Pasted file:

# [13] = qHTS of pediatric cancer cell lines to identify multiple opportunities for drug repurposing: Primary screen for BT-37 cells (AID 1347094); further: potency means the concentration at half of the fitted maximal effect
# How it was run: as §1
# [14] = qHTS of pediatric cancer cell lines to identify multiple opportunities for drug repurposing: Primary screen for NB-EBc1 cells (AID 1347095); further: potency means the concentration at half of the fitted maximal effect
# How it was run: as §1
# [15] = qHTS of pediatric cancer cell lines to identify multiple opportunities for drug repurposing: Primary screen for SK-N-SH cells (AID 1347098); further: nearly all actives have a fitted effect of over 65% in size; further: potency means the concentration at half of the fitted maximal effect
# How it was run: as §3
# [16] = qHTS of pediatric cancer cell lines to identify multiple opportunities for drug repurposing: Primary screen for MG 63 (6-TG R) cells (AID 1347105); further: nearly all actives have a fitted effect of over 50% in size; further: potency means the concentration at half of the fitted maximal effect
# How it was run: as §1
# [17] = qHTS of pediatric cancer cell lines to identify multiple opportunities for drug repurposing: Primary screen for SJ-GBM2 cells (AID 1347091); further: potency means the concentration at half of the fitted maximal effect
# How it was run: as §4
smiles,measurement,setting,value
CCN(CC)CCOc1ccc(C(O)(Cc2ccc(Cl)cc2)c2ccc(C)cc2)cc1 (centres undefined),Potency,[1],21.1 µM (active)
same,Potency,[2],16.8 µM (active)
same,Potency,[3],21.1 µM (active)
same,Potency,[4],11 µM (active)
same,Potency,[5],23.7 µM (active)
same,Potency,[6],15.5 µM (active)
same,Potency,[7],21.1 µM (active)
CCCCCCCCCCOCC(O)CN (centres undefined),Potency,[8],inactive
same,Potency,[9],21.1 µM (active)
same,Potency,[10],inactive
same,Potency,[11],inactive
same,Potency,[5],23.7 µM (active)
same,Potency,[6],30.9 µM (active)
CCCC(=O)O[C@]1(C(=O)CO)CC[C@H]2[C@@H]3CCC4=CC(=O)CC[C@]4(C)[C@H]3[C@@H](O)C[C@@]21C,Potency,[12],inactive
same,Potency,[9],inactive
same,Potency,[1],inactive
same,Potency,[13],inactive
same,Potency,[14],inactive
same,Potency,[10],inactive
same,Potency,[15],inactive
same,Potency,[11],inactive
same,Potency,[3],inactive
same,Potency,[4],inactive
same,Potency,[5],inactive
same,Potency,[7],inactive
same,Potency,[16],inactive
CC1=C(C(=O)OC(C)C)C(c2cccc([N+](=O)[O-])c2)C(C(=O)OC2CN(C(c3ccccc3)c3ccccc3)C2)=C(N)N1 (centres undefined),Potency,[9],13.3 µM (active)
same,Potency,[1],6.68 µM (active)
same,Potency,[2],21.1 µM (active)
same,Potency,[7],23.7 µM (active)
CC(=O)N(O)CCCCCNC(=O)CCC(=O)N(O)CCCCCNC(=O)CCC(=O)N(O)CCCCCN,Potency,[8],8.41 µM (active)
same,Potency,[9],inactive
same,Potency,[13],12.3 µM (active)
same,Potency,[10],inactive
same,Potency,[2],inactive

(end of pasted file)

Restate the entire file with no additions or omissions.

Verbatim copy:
# [13] = qHTS of pediatric cancer cell lines to identify multiple opportunities for drug repurposing: Primary screen for BT-37 cells (AID 1347094); further: potency means the concentration at half of the fitted maximal effect
# How it was run: as §1
# [14] = qHTS of pediatric cancer cell lines to identify multiple opportunities for drug repurposing: Primary screen for NB-EBc1 cells (AID 1347095); further: potency means the concentration at half of the fitted maximal effect
# How it was run: as §1
# [15] = qHTS of pediatric cancer cell lines to identify multiple opportunities for drug repurposing: Primary screen for SK-N-SH cells (AID 1347098); further: nearly all actives have a fitted effect of over 65% in size; further: potency means the concentration at half of the fitted maximal effect
# How it was run: as §3
# [16] = qHTS of pediatric cancer cell lines to identify multiple opportunities for drug repurposing: Primary screen for MG 63 (6-TG R) cells (AID 1347105); further: nearly all actives have a fitted effect of over 50% in size; further: potency means the concentration at half of the fitted maximal effect
# How it was run: as §1
# [17] = qHTS of pediatric cancer cell lines to identify multiple opportunities for drug repurposing: Primary screen for SJ-GBM2 cells (AID 1347091); further: potency means the concentration at half of the fitted maximal effect
# How it was run: as §4
smiles,measurement,setting,value
CCN(CC)CCOc1ccc(C(O)(Cc2ccc(Cl)cc2)c2ccc(C)cc2)cc1 (centres undefined),Potency,[1],21.1 µM (active)
same,Potency,[2],16.8 µM (active)
same,Potency,[3],21.1 µM (active)
same,Potency,[4],11 µM (active)
same,Potency,[5],23.7 µM (active)
same,Potency,[6],15.5 µM (active)
same,Potency,[7],21.1 µM (active)
CCCCCCCCCCOCC(O)CN (centres undefined),Potency,[8],inactive
same,Potency,[9],21.1 µM (active)
same,Potency,[10],inactive
same,Potency,[11],inactive
same,Potency,[5],23.7 µM (active)
same,Potency,[6],30.9 µM (active)
CCCC(=O)O[C@]1(C(=O)CO)CC[C@H]2[C@@H]3CCC4=CC(=O)CC[C@]4(C)[C@H]3[C@@H](O)C[C@@]21C,Potency,[12],inactive
same,Potency,[9],inactive
same,Potency,[1],inactive
same,Potency,[13],inactive
same,Potency,[14],inactive
same,Potency,[10],inactive
same,Potency,[15],inactive
same,Potency,[11],inactive
same,Potency,[3],inactive
same,Potency,[4],inactive
same,Potency,[5],inactive
same,Potency,[7],inactive
same,Potency,[16],inactive
CC1=C(C(=O)OC(C)C)C(c2cccc([N+](=O)[O-])c2)C(C(=O)OC2CN(C(c3ccccc3)c3ccccc3)C2)=C(N)N1 (centres undefined),Potency,[9],13.3 µM (active)
same,Potency,[1],6.68 µM (active)
same,Potency,[2],21.1 µM (active)
same,Potency,[7],23.7 µM (active)
CC(=O)N(O)CCCCCNC(=O)CCC(=O)N(O)CCCCCNC(=O)CCC(=O)N(O)CCCCCN,Potency,[8],8.41 µM (active)
same,Potency,[9],inactive
same,Potency,[13],12.3 µM (active)
same,Potency,[10],inactive
same,Potency,[2],inactive